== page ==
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Matthew Weiner e Mad Men no New York Times

O Matt Weiner deu uma entrevista pro New York Times falando sobre a 6ª temporada e o que esperar dos primeiros episódios desse penúltimo ano da série. No final das contas o papo acaba indo pra Sopranos e fica cada vez mais explícito o parentesco entre as duas séries. Ah, o Flavorwire publicou umas imagens novas da 6ª temporada.

Q. It’s no secret that Peggy Olson is back this season –

A. I told people that she was.

Q. – and Betty Francis also has a substantial arc in the premiere. Were you trying to shine a light on characters that viewers thought might be in jeopardy?–

A. I see them as characters. I do not count their screen time. I learned this from David Chase: you get bored of the character, and you want the audience to be bored of them. You want to parcel it out so that, O.K., you had a lot of cello this week, next week is about drums. Don always has to have a story, and he has to have a business story and he has to have a personal story, but there’s no rules for the rest of it. I don’t want to just check in on everybody. My whole thing is, who’s the most interesting to me, and what goes with Don’s story? I was interested in the shift in the period, in showing Betty’s life, where it is and where she fits into the world.–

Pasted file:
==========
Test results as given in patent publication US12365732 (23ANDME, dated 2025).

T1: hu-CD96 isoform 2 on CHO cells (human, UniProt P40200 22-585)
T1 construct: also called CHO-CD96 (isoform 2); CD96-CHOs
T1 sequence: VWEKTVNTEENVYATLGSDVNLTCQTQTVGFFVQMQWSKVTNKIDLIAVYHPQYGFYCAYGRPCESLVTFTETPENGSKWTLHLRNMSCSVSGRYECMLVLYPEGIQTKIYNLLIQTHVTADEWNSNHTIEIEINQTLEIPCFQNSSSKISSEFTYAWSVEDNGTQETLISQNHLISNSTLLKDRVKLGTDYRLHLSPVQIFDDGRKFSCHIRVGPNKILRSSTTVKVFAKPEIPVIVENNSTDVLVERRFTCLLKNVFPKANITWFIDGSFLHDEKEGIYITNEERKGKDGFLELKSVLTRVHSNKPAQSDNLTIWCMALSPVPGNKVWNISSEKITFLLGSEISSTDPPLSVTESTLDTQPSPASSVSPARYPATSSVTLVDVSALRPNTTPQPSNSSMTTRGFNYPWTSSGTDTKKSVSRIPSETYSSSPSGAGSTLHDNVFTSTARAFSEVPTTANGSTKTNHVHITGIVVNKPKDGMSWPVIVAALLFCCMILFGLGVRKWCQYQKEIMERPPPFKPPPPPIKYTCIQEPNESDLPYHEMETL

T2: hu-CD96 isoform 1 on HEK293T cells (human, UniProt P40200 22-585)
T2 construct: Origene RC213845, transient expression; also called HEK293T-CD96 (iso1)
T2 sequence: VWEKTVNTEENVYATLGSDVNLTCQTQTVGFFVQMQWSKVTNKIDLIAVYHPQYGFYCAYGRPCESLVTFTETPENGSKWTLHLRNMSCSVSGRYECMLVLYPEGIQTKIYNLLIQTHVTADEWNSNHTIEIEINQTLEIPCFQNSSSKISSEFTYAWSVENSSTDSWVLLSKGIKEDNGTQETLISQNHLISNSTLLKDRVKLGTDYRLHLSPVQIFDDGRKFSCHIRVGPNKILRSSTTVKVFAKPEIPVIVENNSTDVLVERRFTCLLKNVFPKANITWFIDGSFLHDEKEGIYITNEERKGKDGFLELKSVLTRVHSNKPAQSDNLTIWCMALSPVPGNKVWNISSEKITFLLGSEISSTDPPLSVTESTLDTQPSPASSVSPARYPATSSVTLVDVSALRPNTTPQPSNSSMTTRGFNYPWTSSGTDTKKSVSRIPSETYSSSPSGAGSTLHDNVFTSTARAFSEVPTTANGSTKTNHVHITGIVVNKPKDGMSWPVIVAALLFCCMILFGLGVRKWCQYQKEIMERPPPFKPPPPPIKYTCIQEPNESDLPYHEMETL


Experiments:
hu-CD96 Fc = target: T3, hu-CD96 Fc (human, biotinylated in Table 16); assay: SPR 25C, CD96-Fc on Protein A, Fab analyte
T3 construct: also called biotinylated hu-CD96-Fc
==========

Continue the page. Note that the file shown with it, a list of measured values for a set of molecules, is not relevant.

Q. Having spent all these years immersed in the 1960s, did you find it ironic that when David Chase, your mentor on “The Sopranos,” made his first movie, “Not Fade Away,” it was also a ’60s period piece?–

A. I talked to him quite a bit about the film and I’m a huge fan of it. David’s process is so arduous to begin with. To explain the difference between the joy and the compulsion is really hard. When I was in North Carolina, and David was finishing his movie, I spoke to him on the phone, and I talked to my wife afterwards and she said, “You guys just keep sticking your neck out there.” My wife’s an architect, so she definitely has a very high-risk artistic profession and she gets the idea that you’re really sensitive, you really care what people think, you have a low threshold for criticism, and you keep making this [stuff] and putting it out there for people to react to. It’s like asking why people do heroin when they know it will kill them. I gotta give up at some point.

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